Hackers infiltrated the email accounts of four top National Republican Congressional Committee officials earlier this year, stealing thousands of pages of information and surveilling the officials for months, Politico reported Tuesday.
The hack was first discovered in April by a security services provider monitoring the NRCC network, and referred to the cybersecurity firm Crowdstrike.
None of the information has yet been released publicly, officials said.
The NRCC, an arm of the House of Representatives which works to elect Republicans to Congress, said donor information had not been compromised.
“The NRCC can confirm that it was the victim of a cyber intrusion by an unknown entity,” Ian Prior, vice president at Mercury Public Affairs, which the NRCC hired to handle fallout from the hack, told Politico this week. NRCC officials also hired the Washington-based law firm Covington and Burling to coordinate the response.
“The cybersecurity of the Committee’s data is paramount, and upon learning of the intrusion, the NRCC immediately launched an internal investigation and notified the FBI, which is now investigating the matter,” Prior continued. “To protect the integrity of that investigation, the NRCC will offer no further comment on the incident.”
Breaking: Thousands of sensitive emails were stolen from the National Republican Congressional Committee in a major hack during the 2018 election https://t.co/X0CAw2ykuX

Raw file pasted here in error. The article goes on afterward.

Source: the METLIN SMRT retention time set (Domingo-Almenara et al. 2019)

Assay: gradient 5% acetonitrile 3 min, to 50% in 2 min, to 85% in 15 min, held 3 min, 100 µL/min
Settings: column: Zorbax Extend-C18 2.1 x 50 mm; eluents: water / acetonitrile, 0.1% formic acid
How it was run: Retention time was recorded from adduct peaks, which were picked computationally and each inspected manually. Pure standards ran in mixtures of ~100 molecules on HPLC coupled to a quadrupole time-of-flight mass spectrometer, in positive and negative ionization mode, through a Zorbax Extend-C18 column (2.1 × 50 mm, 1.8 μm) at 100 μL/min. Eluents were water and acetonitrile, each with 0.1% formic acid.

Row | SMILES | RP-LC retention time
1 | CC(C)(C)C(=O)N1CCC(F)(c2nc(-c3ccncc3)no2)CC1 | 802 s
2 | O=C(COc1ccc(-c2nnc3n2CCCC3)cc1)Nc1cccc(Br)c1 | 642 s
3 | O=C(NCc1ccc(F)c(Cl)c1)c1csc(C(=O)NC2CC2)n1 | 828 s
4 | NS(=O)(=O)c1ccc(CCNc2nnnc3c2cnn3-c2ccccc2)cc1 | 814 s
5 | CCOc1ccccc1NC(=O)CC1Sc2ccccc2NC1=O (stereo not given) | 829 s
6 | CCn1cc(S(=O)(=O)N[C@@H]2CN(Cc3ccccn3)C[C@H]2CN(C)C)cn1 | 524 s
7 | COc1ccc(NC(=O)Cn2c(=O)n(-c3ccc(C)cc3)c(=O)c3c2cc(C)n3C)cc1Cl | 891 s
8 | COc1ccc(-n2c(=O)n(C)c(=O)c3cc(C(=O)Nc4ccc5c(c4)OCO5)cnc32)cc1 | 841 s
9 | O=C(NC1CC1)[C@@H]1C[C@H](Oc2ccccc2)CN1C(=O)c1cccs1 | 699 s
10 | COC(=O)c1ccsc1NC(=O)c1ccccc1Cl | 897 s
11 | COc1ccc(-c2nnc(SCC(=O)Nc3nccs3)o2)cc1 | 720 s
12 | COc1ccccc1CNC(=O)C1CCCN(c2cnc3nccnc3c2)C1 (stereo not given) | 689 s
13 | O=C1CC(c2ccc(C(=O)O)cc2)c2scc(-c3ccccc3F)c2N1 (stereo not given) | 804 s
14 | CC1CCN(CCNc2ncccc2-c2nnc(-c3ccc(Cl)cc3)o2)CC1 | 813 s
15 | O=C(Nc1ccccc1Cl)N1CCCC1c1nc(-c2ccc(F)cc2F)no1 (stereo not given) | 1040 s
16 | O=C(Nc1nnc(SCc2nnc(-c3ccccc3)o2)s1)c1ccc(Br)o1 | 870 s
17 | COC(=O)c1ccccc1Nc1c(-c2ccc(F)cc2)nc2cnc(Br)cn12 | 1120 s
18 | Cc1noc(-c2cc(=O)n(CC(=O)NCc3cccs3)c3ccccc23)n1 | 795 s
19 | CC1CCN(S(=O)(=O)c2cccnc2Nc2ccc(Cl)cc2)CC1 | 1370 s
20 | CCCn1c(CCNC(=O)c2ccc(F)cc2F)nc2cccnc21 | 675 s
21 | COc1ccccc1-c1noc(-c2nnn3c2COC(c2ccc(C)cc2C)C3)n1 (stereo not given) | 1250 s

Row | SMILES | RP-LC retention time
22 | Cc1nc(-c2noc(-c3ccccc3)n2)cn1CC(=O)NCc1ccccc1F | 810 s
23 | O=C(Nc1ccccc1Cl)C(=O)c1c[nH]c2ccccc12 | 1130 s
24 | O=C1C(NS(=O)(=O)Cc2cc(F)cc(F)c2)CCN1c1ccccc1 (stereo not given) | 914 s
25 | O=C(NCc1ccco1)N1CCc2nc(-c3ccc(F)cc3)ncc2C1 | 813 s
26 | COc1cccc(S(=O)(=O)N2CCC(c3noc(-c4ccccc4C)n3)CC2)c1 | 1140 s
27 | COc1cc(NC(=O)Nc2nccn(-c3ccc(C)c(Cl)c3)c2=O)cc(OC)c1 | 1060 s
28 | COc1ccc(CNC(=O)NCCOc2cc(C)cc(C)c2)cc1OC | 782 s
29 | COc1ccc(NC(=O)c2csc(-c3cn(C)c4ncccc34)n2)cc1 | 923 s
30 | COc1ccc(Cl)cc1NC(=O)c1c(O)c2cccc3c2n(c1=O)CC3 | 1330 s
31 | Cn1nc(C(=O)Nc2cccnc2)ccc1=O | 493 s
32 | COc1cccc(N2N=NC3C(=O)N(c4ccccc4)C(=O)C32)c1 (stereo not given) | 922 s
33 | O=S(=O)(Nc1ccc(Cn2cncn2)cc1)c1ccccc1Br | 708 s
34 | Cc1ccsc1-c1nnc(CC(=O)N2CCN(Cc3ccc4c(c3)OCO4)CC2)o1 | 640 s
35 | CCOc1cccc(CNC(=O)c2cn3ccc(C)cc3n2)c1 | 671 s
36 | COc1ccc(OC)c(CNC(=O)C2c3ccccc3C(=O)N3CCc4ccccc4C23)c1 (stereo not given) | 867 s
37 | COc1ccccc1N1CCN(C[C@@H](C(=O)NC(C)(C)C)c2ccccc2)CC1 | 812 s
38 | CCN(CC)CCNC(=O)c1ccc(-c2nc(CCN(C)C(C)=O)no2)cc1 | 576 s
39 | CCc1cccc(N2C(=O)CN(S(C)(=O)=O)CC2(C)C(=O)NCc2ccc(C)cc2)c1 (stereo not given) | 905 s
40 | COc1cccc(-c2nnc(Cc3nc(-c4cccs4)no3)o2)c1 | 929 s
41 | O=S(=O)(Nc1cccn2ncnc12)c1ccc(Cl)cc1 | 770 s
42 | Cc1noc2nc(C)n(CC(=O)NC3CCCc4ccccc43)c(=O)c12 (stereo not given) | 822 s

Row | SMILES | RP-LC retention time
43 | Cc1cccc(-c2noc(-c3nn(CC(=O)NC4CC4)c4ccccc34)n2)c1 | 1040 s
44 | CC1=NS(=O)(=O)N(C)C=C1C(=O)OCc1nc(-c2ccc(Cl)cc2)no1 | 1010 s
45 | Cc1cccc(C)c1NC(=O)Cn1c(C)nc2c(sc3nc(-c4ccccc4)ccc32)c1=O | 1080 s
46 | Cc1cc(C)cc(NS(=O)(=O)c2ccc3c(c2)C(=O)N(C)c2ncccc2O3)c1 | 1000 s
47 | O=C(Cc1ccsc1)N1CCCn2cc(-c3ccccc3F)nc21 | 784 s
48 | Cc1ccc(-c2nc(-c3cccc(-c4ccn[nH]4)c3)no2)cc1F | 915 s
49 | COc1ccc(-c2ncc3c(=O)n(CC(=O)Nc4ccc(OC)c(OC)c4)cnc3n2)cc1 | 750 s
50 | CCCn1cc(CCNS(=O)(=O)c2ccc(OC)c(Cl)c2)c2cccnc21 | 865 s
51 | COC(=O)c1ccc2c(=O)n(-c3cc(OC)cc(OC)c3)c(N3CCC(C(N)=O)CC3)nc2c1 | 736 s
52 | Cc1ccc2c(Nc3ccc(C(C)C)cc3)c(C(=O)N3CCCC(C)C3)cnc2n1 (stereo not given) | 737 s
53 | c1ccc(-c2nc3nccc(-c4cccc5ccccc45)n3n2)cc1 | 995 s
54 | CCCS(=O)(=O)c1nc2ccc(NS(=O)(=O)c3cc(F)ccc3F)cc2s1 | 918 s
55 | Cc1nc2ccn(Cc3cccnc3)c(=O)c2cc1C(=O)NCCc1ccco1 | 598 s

— POLITICO (@politico) December 4, 2018
Republican officials have not yet stated who was behind the hack, nor have they identified the kind of information stolen or when the hack was initiated. House Speaker Paul Ryan (R-WI), House Majority Leader Kevin McCarthy (R-CA), and Majority Whip Steve Scalise (R-LA) were kept out of the loop until Monday. Rep. Tom Emmer (R-MN), who is set to take over as NRCC chair, was also briefed on the matter Monday.
NRCC leaders told Politico they withheld details on the hack because their investigation into the matter, assisted by the FBI, was ongoing.
“[…] It’s an ongoing investigation. Let’s say they had access to four active accounts. I think you can draw from that,” a senior party official told the outlet.
Politico notes that cybersecurity remains a top concern of both Republicans and Democrats, who notably suffered a major breach and email leak ahead of the 2016 election, after Russian attackers infiltrated the accounts of Democratic staffers, including Hillary Clinton’s campaign chairman, John Podesta.
Republicans have also been targeted by hackers in the past. In January 2017, then-FBI Director James Comey told lawmakers that hackers had infiltrated the accounts of Republican National Committee staffers, stealing a trove of older emails, from “email domains they were no longer using.”
And in August this year, Microsoft reported that hackers linked to the GRU — the Russian military’s intelligence wing — had targeted the accounts of groups “informally tied to Republicans,” specifically those which had been critical of President Trump’s relationship with Russian President Vladimir Putin.
“These are organizations that are informally tied to Republicans,” Microsoft president Brad Smith told The New York Times. “So we see them broadening beyond the sites they have targeted in the past.”
As Daily Beast reporter Sam Stein noted Tuesday, the NRCC and its counterpart, the Democratic Congressional Campaign Committee (DCCC) were engaged in talks over the summer to discuss a potential “truce” regarding leaked information from hacked materials. Stein wrote that “talks broke down after NRCC refused to commit to not citing/using news reports that were derived from hacked” emails to attack opponents or for campaigning purposes.